Things Brits would love to see one last time before losing their sight
New research by Guide Dogs has revealed that seeing a loved one’s face is the number one thing people would most like to see if they were faced with losing their sight.
Viewing their favourite artwork, taking in wildlife during a nature walk and going to a festival, also feature in the top 20 things people would put on their ‘visual memory lists’, with almost three in four (72%) Brits revealing they would create a tick list of experiences to enjoy.
It comes as statistics show that every day 250 people in the UK start to lose their sight: equivalent to one person every six minutes, and Guide Dogs is raising awareness of how the impact doesn’t prevent people from living a full, independent life.
Brit’s top 20 visual memory list
Seeing a loved one’s face (50%)
Watching the sunset (45%)
Watching the sunrise (40%)
Seeing your partner or child’s smile (39%)
Taking in wildlife and nature during a walk (38%)
Travelling e.g. visiting other countries (37%)
Looking at flowers (32%)
Watching your favourite film (32%)
Reading your favourite book (26%)
Taking photographs (22%)
Seeing a musical/theatre show (21%)
Watching fireworks (20%)
Seeing a seventh wonder of the world (19%)
Playing with your dog (18%)
Watching a football game (17%)
Seeing a city skyline (17%)
Taking your dog for a walk (17%)
Climbing a mountain (14%)
Viewing your favourite artwork (13%)
Going to a festival (11%)
The research found that, for three-fifths (60%) of Brits, adventure and adrenalin are key – with two-thirds (66%) saying they’d want to see as many countries as possible, and take part in activities such as skydiving, scuba diving and white-water rafting (19%).
However, four in five Brits (81%) would prioritise creating memories with their family or friends to fondly remember. The majority (87%) would miss seeing the little everyday things the most if they were to experience sight loss.
Reflecting if they were to lose their sight, nearly half (46%) of Brits said they would feel isolated and 43% said they’d be worried about asking others for help and support, despite this a large 77% stated they’d be determined to live their life to the fullest.
In fact, four in five (80%) respondents living with sight loss said they had continued to do and enjoy the things they love after experiencing sight loss.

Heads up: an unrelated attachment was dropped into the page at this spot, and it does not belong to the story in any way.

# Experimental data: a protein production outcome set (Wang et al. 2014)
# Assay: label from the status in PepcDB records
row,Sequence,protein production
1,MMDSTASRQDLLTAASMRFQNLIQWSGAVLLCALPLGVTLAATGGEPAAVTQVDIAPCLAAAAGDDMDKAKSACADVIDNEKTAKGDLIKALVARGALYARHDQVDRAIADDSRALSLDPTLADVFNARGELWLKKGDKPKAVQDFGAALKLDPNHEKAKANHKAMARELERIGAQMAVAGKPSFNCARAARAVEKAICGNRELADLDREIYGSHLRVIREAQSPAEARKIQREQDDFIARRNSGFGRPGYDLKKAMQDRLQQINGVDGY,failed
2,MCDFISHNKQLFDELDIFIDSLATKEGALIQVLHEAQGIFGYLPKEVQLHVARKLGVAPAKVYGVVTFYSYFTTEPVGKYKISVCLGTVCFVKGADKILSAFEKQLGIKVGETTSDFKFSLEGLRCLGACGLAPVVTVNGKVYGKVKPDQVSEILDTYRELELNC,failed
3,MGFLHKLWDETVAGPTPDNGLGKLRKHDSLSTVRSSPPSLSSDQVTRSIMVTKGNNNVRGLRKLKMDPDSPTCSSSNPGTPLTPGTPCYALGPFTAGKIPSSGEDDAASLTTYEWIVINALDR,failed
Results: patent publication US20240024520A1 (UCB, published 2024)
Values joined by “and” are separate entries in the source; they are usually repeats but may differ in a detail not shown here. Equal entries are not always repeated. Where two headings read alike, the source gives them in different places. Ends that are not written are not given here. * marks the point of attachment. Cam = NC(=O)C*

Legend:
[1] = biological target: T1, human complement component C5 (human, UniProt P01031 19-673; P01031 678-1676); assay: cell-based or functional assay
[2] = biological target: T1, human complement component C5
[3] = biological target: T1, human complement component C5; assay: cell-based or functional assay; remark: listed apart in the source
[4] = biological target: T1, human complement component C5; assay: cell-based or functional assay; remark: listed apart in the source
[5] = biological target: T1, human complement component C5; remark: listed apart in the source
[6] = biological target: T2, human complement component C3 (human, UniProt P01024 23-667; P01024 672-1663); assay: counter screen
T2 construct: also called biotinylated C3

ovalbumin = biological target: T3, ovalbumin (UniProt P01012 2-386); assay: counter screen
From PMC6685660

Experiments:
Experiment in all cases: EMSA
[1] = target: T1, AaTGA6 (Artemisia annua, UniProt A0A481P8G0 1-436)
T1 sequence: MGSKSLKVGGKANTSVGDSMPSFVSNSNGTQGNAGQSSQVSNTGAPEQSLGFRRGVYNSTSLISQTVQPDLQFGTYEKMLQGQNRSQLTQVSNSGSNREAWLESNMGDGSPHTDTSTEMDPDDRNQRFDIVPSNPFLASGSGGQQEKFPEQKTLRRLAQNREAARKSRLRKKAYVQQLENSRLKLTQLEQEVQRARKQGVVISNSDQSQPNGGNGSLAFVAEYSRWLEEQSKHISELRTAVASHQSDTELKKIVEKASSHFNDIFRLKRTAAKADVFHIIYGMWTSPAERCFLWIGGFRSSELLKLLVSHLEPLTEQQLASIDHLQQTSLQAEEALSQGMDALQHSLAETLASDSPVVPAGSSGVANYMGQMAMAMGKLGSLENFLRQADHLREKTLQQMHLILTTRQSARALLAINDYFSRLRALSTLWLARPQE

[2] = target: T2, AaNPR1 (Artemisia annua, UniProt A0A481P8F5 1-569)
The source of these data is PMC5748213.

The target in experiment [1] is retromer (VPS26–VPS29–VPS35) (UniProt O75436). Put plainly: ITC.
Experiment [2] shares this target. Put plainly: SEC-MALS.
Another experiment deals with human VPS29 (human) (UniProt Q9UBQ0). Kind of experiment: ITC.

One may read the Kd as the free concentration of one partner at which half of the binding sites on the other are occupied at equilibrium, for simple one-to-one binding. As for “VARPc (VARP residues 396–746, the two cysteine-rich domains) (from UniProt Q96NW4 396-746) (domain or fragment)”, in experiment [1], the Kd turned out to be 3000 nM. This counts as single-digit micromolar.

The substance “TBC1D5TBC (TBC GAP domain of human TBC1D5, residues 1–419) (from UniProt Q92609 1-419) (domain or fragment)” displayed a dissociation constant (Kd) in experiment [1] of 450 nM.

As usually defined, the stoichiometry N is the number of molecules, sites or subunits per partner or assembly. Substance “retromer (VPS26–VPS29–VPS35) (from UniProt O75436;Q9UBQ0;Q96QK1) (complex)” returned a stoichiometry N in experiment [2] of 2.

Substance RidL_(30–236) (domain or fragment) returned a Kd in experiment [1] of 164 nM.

65-year-old guide dog owner Tiggi Trethowan from Somerset has limited eyesight left following a diagnosis of glaucoma. Alongside SAS TV star Billy Billingham, we surprised Tiggi at Go Ape Bracknell, by giving her the chance to complete an experience from her visual memory list. Billy supported Tiggi around the Treetop Challenge where she experienced canopy-high tree-to-tree crossings, free-fall Tarzan swings and epic zip-lining.
Guide dog owner Tiggi Trethowan explains, “I am obsessed with adventure and prior to my sight loss I was used to travelling the world as part of a busy job as a television producer. However, a very rare form of glaucoma meant I lost sight in my right eye within two weeks of diagnosis, and I currently have about 6% of my sight in my left eye.
After a tough period, I was paired with a wonderful black Labrador guide dog Jackie and I’m now trying to make visual memories of places that matter to me before I lose my sight completely. Alongside a close friend (and guide) who travels with me, I’ve ticked off swimming with turtles in the Galapagos, visiting Antarctica to study humpback whales and have been able to revisit a beach in Cornwall where I have many childhood memories. Next, I want to try flying in a helicopter, even though I don’t know what I’ll be able to see. I’ll continue my adventures because I don’t want my sight loss to define me.
Regardless of sight loss, those with visual impairments can still enjoy activities and have rich experiences, and these may even be deeper than those of sighted people. For example, those with visual impairments may experience art they cannot fully see, through descriptions by a sighted person and guided hand movements in front of the pieces, to allow understanding of shapes and forms used.
Alex Pepper, Head of Accessibility from Guide Dogs said, “Research shows that one in five (20%) Brits will live with significant sight loss in their lifetime. While losing your sight can be daunting, it doesn’t mean your life is over - guide dog owners like Tiggi show that you can still live a happy, fulfilled life – whatever that may mean for you. Those with sight loss are still able to achieve their memory list items, whether it be running a marathon or reading a book, they might just do things a bit differently. Thanks to generous public donations, we’re able to continue to support those impacted by visual impairments to enable people with sight loss live their life independently.”
Guide Dogs provide a sighted guide service to support people with sight loss live the life they choose. Find out more on how to become a Guide Dogs ‘My Sighted Guide’ volunteer here.
To celebrate International Happiness Day (20th March 2023), here’s five ways that volunteering at Guide Dogs can spread happiness for yourself and others.
Lindsey is an active member of her local Guide Dogs fundraising group in Shrewsbury. Not only does she fundraise for them, manning stands and collection boxes at weekends, but she also campaigns and publicly speaks on behalf of Guide Dogs.
A few years ago, Lindsey wouldn’t have thought this was possible.
Guide dog owner Samantha Leftwich and her mum Linda, both from Essex, turned an unfortunate situation into a positive bonding experience this October, running their own half marathon to raise money for Guide Dogs.